• Hair loss, or alopecia, is another side effect that can be emotionally challenging for many patients to deal with.
  • Fatigue, another common side effect and weakness, is also caused by the weakening of the immune system.
  • Specific chemotherapy agents can also cause peripheral neuropathy, characterized by numbness, tingling, or pain in the hands and feet.
  • Chemotherapy can also cause cognitive impairment, known as “chemo brain,” which can affect memory, concentration, and cognitive function, impairing daily activities and quality of life.
  • Skin-related side effects such as skin rash, dryness, and increased sensitivity to sunlight are also common.
  • Chemotherapy can also have long-term effects on fertility, particularly for younger patients, leading to reduced reproductive function or infertility.

Side Effects of Immunotherapy

Immunotherapy is a cancer treatment that can cause side effects known as “immune-related adverse effects.” These happen because the treatment boosts the immune system to fight cancer, but it can also mistakenly attack healthy body parts. These side effects occur when the immune system attacks healthy tissues and organs while fighting cancer cells.

Some of the side effects of Immunotherapy are as follows:

  • Dermatitis is a common immune-related adverse effect that causes skin rashes, itching, and inflammation.
  • Another side effect of Immunotherapy can be gastrointestinal problems, like colitis and diarrhea, along with abdominal pain, bloody stools, and nausea.
  • Immunotherapy can also result in the liver becoming inflamed, leading to symptoms like jaundice and changes in liver function tests.
  • Hormonal side effects affecting hormone glands, like the thyroid and adrenal glands, might also cause problems with hormone levels and how the body functions.
  • Breathing difficulties, such as coughing or trouble breathing, may occur when the lungs become inflamed due to Immunotherapy.
  • Another side effect of Immunotherapy may be Arthritis pain, joint pain, and muscle aches that affect the skeletal and muscular function in the body.
  • In rare cases, there may be severe effects on the nervous system, heart, or other organs. The severity of these side effects can vary from person to person and depend on the specific type of Immunotherapy used.


Chemotherapy and Immunotherapy are two different ways of treating cancer. While chemotherapy uses strong drugs to kill cancer cells and can make tumors smaller, it can also cause side effects due to its ability to harm healthy cells.

Conversely, immunotherapy works by helping the body’s immune system recognize and attack cancer cells. It can also have side effects, but they are usually different and less severe than those of chemotherapy.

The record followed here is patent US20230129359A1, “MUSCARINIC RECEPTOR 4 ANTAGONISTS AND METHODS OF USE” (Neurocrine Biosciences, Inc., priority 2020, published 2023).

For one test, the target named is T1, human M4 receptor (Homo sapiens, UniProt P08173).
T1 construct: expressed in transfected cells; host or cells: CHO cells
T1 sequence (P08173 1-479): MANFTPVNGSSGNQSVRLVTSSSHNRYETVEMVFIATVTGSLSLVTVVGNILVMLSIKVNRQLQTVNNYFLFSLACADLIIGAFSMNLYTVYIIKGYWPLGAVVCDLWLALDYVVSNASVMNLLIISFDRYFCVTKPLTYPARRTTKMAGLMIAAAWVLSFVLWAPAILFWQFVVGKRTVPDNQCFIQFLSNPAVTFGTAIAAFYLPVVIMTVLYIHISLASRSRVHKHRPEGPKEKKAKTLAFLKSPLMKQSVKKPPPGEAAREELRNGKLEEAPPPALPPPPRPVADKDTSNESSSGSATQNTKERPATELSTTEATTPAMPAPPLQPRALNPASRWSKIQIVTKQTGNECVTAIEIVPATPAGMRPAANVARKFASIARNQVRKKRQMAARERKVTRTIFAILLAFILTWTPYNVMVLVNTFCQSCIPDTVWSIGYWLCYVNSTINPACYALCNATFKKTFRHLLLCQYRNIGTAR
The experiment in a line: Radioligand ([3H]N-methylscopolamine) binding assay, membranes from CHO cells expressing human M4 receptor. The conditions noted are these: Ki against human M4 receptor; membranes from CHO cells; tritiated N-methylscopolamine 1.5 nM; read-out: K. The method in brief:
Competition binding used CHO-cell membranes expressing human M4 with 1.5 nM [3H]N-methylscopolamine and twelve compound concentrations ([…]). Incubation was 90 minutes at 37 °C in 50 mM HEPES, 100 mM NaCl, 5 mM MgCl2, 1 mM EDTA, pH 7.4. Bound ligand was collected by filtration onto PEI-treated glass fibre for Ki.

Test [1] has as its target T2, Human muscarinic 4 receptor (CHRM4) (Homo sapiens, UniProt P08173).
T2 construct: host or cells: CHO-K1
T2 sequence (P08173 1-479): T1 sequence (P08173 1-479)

Both treatments have their benefits and drawbacks, and the choice between them depends on the individual and their specific needs, the oncologist’s advice, and the most preferred treatment according to the type and stage of cancer.

The goal is always to find the most effective treatment while minimizing side effects and improving quality of life. With ongoing research and advancements in cancer treatment, there’s hope for even more effective and targeted therapies. To save on your medicine costs, use your free RX card.


1. Are there specific types of cancer that respond better to chemotherapy or Immunotherapy?

Chemotherapy, as well as Immunotherapy, can be effective against various types of cancer. Still, their effectiveness does vary depending on the specific type of cancer, along with factors like the individual’s medical history, coexisting problems, and vulnerability. Chemotherapy is often used in a wide range of cancers, including breast, lung, and cervical cancer. At the same time, Immunotherapy has been successful in treating melanoma, lung cancer, and certain types of lymphoma and bladder cancer.

2. Can chemotherapy and Immunotherapy be used together?

Yes, chemotherapy and Immunotherapy, through recent technological advancement, are used together for better effectiveness. They can be used together in special cases to increase treatment outcomes. This approach is known as combination therapy. It aims to combine both therapies’ strengths and work on each weakness. For example, combining chemotherapy with Immunotherapy may improve response rates in certain cancers and help overcome resistance to treatment.

3. How do doctors decide between chemotherapy and Immunotherapy for a patient’s cancer treatment?

The decision between chemotherapy and Immunotherapy depends on several factors, including the type and stage of cancer and the patient’s overall health and medical history. It also includes unique individual needs, which may also include genetic factors. Factors such as treatment goals, potential side effects, and patient preferences are also considered when choosing the most suitable treatment plan.